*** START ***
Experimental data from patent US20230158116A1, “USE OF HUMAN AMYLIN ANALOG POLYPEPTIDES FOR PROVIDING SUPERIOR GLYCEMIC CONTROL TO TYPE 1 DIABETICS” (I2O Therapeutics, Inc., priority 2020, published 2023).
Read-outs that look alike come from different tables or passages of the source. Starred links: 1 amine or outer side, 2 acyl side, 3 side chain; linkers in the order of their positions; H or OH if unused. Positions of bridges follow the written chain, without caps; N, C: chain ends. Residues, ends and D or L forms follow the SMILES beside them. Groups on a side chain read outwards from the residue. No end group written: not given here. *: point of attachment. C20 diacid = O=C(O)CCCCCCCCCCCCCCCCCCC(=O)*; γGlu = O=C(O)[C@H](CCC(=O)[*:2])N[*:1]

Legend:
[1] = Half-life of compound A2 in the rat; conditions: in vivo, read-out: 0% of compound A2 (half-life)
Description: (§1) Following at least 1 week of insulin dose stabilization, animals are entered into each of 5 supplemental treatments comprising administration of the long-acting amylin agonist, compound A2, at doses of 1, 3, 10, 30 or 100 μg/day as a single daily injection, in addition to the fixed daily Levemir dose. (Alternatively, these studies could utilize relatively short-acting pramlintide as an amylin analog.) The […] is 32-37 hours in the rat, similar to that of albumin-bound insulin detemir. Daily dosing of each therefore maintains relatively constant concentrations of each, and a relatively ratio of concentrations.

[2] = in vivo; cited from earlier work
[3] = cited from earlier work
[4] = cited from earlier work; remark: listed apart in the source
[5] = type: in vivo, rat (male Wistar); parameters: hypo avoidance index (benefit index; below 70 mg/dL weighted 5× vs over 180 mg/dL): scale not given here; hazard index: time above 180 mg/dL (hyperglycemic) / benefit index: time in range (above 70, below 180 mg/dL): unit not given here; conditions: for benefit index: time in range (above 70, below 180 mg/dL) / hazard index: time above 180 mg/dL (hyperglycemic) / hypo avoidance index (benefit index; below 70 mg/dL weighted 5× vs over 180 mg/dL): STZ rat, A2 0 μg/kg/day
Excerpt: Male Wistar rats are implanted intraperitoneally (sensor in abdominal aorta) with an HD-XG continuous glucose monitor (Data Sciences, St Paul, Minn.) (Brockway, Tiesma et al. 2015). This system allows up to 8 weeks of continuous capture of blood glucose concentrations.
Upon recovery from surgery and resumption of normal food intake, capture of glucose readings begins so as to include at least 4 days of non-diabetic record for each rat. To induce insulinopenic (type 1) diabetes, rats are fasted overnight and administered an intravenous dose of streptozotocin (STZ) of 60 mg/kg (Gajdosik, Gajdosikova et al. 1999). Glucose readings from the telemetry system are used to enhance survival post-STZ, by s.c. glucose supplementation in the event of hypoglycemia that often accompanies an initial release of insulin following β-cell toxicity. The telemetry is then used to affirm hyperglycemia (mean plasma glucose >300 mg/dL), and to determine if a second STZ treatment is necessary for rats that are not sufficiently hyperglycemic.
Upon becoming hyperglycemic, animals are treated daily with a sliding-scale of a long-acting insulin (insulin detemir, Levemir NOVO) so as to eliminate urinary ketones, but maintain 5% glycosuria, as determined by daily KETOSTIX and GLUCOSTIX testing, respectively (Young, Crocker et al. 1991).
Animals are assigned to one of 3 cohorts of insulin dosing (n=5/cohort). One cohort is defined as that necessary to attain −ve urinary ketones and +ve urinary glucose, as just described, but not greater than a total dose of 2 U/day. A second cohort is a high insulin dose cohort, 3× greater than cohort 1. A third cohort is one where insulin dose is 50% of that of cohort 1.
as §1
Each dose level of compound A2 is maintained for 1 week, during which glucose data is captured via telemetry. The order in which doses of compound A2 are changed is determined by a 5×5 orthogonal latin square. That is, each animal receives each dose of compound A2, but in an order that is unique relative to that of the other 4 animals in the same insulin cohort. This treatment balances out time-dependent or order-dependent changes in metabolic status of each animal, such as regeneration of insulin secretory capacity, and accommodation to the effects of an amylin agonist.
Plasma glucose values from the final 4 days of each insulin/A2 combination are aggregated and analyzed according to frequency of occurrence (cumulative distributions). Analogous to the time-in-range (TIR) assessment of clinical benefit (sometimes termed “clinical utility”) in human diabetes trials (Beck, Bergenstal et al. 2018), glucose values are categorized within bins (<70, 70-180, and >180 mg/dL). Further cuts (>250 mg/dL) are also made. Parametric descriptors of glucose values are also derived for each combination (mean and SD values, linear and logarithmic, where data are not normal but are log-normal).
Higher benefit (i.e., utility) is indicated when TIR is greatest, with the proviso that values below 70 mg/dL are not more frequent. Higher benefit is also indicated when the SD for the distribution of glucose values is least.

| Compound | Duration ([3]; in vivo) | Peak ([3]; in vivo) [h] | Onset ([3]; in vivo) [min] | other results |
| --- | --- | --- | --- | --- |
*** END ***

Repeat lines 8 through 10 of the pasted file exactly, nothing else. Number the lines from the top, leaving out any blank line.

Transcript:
[4] = cited from earlier work; remark: listed apart in the source
[5] = type: in vivo, rat (male Wistar); parameters: hypo avoidance index (benefit index; below 70 mg/dL weighted 5× vs over 180 mg/dL): scale not given here; hazard index: time above 180 mg/dL (hyperglycemic) / benefit index: time in range (above 70, below 180 mg/dL): unit not given here; conditions: for benefit index: time in range (above 70, below 180 mg/dL) / hazard index: time above 180 mg/dL (hyperglycemic) / hypo avoidance index (benefit index; below 70 mg/dL weighted 5× vs over 180 mg/dL): STZ rat, A2 0 μg/kg/day
Excerpt: Male Wistar rats are implanted intraperitoneally (sensor in abdominal aorta) with an HD-XG continuous glucose monitor (Data Sciences, St Paul, Minn.) (Brockway, Tiesma et al. 2015). This system allows up to 8 weeks of continuous capture of blood glucose concentrations.